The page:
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Puerto Rico’s toxic dumps: Obama’s legacy, Pruitt’s opportunity

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Last month marked the end of eight years of an Environmental Protection Agency (EPA) that many critics, especially Republicans, say spent its time, attention, and resources on donor-driven political causes while neglecting enforcement of basic environmental laws across the country. 

The critics are right. 

{mosads}The lead poisoning of the drinking water in Flint, Mich., is probably the most egregious example of this that comes to mind for most Americans. But in Puerto Rico, where I reside, more than 65 percent of landfills operate in violation of federal environmental laws, putting communities at risk and threatening to spark a public health disaster.

My organization, Puerto Rico Limpio, has uncovered a treasure trove of documents and official correspondence that confirm Obama’s EPA purposefully ignored the law even when their own experts called the crisis an “imminent threat to human health and the environment.”  Members of Congress from the former president’s own party questioned the EPA’s lack of enforcement, yet, for eight years, officials continued to prioritize recycling and composting over compliance with the law.

If you drive into the poorer communities of Puerto Rico, you will see the scourge of toxic landfills. For example, take the landfill in the working class municipality of Toa Baja, which services the wealthy communities of Dorado. According to our research, the Toa Baja landfill should have been shut down by September 2014.  But when visited by Congressman Luiz Gutierrez (D-IL) and Puerto Rico Limpio, it had expanded right up to residential houses, endangering the people who lived there.  Worse, we caught the landfill operator, ConWaste, hurrying to empty an illegal pond full of toxic sludge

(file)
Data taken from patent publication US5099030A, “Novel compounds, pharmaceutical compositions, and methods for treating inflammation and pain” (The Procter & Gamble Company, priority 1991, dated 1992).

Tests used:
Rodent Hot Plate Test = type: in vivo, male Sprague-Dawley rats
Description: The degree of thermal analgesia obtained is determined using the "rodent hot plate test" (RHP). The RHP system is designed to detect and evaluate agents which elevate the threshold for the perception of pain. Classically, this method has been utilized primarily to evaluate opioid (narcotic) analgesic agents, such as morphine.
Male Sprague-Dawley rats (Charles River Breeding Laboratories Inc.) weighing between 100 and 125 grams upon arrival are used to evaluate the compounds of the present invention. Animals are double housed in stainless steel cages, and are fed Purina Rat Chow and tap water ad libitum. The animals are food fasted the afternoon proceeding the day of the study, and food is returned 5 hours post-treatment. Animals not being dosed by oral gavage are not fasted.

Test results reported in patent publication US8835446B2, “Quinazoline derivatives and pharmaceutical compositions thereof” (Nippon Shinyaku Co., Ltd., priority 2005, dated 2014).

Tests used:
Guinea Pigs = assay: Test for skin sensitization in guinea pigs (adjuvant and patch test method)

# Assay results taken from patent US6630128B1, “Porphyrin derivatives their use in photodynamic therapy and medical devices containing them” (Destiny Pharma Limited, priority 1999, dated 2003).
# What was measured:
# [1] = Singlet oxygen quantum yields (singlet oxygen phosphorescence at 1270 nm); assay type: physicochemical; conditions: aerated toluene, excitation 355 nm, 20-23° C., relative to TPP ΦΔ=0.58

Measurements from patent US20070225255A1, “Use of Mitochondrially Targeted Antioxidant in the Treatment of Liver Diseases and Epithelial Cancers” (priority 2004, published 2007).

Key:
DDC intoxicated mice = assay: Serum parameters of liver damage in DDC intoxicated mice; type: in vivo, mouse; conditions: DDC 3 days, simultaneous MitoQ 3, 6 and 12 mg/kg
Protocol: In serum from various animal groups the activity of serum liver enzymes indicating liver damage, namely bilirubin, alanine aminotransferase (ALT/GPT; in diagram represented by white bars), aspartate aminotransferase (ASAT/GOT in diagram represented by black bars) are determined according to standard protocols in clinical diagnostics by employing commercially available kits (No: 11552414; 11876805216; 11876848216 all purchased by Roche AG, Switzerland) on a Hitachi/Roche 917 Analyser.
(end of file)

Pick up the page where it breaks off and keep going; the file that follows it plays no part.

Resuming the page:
This is too often the story of Puerto Rico’s landfills, and when confronted with damning information, EPA officials like interim Caribbean Director Carmen Guerrero simply make excuses, and blame the island’s financial crisis as a reason why the EPA cannot enforce federal law.

To make matters worse, opponents of dealing with the toxic landfills have complicated the issue by advancing bogus arguments designed to keep them in operation.

Some, like ConWaste, have promoted the narrative that Puerto Rico must accept noncompliant landfills because it does not have enough “compliant airspace” for all of the Island’s trash. This is not just logically absurd, it is also demonstrably false.  Puerto Rico has enough compliant landfill space not only to accommodate all of its own trash, but also that of the U.S. Virgin Islands, as well. 

But probably the worst example is the proposal by those that think it’s better to burn trash than clean up the toxic landfill sites. They have secured a $750 million grant from the U.S. Government for the development of a new incinerator in Arecibo, Puerto Rico now has its very own Solyndra in the works.